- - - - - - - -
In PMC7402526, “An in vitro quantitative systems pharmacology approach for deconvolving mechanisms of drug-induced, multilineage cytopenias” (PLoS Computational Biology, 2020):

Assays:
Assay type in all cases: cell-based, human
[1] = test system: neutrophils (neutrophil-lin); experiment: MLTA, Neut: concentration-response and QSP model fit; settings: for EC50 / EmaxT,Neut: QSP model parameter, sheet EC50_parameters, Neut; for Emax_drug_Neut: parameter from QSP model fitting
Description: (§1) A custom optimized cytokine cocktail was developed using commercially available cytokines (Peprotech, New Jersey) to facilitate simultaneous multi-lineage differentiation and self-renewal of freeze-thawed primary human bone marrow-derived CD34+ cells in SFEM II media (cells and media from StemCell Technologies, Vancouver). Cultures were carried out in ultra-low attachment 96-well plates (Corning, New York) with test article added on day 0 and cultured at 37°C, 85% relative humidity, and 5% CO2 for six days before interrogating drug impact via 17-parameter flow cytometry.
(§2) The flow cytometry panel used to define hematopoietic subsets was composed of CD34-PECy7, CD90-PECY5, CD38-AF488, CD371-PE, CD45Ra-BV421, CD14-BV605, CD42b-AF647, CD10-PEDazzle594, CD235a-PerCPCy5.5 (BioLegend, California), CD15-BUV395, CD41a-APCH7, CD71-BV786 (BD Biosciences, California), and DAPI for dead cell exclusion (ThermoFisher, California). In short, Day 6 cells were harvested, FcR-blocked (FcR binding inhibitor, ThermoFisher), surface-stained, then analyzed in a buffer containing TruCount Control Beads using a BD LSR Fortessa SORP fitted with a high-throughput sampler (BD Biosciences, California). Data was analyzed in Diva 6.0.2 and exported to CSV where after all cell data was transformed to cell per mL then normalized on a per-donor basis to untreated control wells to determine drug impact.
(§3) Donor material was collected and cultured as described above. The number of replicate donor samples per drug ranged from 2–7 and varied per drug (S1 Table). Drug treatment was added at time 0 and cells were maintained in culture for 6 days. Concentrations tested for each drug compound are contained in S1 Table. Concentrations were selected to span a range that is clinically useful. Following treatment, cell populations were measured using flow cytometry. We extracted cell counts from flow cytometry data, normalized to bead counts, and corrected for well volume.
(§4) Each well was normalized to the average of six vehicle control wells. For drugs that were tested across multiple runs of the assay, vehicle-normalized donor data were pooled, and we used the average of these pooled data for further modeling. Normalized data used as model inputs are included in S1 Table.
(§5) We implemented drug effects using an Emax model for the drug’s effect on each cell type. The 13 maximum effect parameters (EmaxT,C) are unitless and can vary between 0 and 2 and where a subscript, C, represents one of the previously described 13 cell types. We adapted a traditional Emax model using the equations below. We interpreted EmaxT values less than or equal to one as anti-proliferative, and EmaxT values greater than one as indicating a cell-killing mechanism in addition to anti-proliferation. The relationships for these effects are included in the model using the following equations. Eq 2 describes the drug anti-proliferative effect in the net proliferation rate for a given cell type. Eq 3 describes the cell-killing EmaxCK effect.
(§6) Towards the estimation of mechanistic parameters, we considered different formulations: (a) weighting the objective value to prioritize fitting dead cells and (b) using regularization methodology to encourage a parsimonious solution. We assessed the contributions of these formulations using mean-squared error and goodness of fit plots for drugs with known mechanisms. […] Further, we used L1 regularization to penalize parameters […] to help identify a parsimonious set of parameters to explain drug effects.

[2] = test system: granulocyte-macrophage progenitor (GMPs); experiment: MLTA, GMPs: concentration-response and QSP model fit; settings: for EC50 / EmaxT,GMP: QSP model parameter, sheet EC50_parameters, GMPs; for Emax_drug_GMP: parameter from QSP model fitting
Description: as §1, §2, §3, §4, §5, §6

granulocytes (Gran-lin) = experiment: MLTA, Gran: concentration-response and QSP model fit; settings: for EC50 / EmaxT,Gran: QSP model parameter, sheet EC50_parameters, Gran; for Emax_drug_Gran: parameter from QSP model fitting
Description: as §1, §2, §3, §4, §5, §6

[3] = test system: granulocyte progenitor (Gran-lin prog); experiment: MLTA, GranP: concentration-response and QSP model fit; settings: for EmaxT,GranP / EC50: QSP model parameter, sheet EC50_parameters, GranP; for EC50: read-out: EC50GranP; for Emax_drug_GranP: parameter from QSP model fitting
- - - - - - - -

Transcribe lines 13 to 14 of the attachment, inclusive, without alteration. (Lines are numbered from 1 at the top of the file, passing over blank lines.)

granulocytes (Gran-lin) = experiment: MLTA, Gran: concentration-response and QSP model fit; settings: for EC50 / EmaxT,Gran: QSP model parameter, sheet EC50_parameters, Gran; for Emax_drug_Gran: parameter from QSP model fitting
Description: as §1, §2, §3, §4, §5, §6